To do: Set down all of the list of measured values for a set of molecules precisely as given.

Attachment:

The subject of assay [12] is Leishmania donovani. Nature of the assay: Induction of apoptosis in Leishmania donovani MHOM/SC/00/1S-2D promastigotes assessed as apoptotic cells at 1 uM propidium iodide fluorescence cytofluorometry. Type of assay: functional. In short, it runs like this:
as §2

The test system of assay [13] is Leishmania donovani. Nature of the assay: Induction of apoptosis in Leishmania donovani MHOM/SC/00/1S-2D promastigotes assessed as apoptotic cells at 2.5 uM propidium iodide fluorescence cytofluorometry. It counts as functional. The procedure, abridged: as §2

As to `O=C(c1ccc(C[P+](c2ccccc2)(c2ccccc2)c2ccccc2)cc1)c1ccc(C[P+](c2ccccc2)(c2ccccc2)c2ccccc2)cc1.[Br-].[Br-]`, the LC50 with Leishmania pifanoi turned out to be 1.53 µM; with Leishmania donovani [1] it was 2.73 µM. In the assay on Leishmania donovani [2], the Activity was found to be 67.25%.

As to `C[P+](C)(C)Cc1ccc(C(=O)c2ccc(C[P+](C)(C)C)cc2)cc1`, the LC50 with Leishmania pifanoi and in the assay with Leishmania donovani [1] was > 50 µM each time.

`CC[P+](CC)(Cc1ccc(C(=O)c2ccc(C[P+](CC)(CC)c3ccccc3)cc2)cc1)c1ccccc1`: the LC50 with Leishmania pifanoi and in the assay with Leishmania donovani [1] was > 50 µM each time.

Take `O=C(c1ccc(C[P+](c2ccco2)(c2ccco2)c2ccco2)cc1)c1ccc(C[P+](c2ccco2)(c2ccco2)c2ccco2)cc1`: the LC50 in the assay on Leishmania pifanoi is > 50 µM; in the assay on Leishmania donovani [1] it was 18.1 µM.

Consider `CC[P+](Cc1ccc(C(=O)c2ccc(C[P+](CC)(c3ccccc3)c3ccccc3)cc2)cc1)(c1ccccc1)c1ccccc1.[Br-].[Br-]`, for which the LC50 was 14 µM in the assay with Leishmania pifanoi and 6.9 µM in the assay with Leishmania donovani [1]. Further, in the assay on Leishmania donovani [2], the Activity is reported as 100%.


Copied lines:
The subject of assay [12] is Leishmania donovani. Nature of the assay: Induction of apoptosis in Leishmania donovani MHOM/SC/00/1S-2D promastigotes assessed as apoptotic cells at 1 uM propidium iodide fluorescence cytofluorometry. Type of assay: functional. In short, it runs like this:
as §2

The test system of assay [13] is Leishmania donovani. Nature of the assay: Induction of apoptosis in Leishmania donovani MHOM/SC/00/1S-2D promastigotes assessed as apoptotic cells at 2.5 uM propidium iodide fluorescence cytofluorometry. It counts as functional. The procedure, abridged: as §2

As to `O=C(c1ccc(C[P+](c2ccccc2)(c2ccccc2)c2ccccc2)cc1)c1ccc(C[P+](c2ccccc2)(c2ccccc2)c2ccccc2)cc1.[Br-].[Br-]`, the LC50 with Leishmania pifanoi turned out to be 1.53 µM; with Leishmania donovani [1] it was 2.73 µM. In the assay on Leishmania donovani [2], the Activity was found to be 67.25%.

As to `C[P+](C)(C)Cc1ccc(C(=O)c2ccc(C[P+](C)(C)C)cc2)cc1`, the LC50 with Leishmania pifanoi and in the assay with Leishmania donovani [1] was > 50 µM each time.

`CC[P+](CC)(Cc1ccc(C(=O)c2ccc(C[P+](CC)(CC)c3ccccc3)cc2)cc1)c1ccccc1`: the LC50 with Leishmania pifanoi and in the assay with Leishmania donovani [1] was > 50 µM each time.

Take `O=C(c1ccc(C[P+](c2ccco2)(c2ccco2)c2ccco2)cc1)c1ccc(C[P+](c2ccco2)(c2ccco2)c2ccco2)cc1`: the LC50 in the assay on Leishmania pifanoi is > 50 µM; in the assay on Leishmania donovani [1] it was 18.1 µM.

Consider `CC[P+](Cc1ccc(C(=O)c2ccc(C[P+](CC)(c3ccccc3)c3ccccc3)cc2)cc1)(c1ccccc1)c1ccccc1.[Br-].[Br-]`, for which the LC50 was 14 µM in the assay with Leishmania pifanoi and 6.9 µM in the assay with Leishmania donovani [1]. Further, in the assay on Leishmania donovani [2], the Activity is reported as 100%.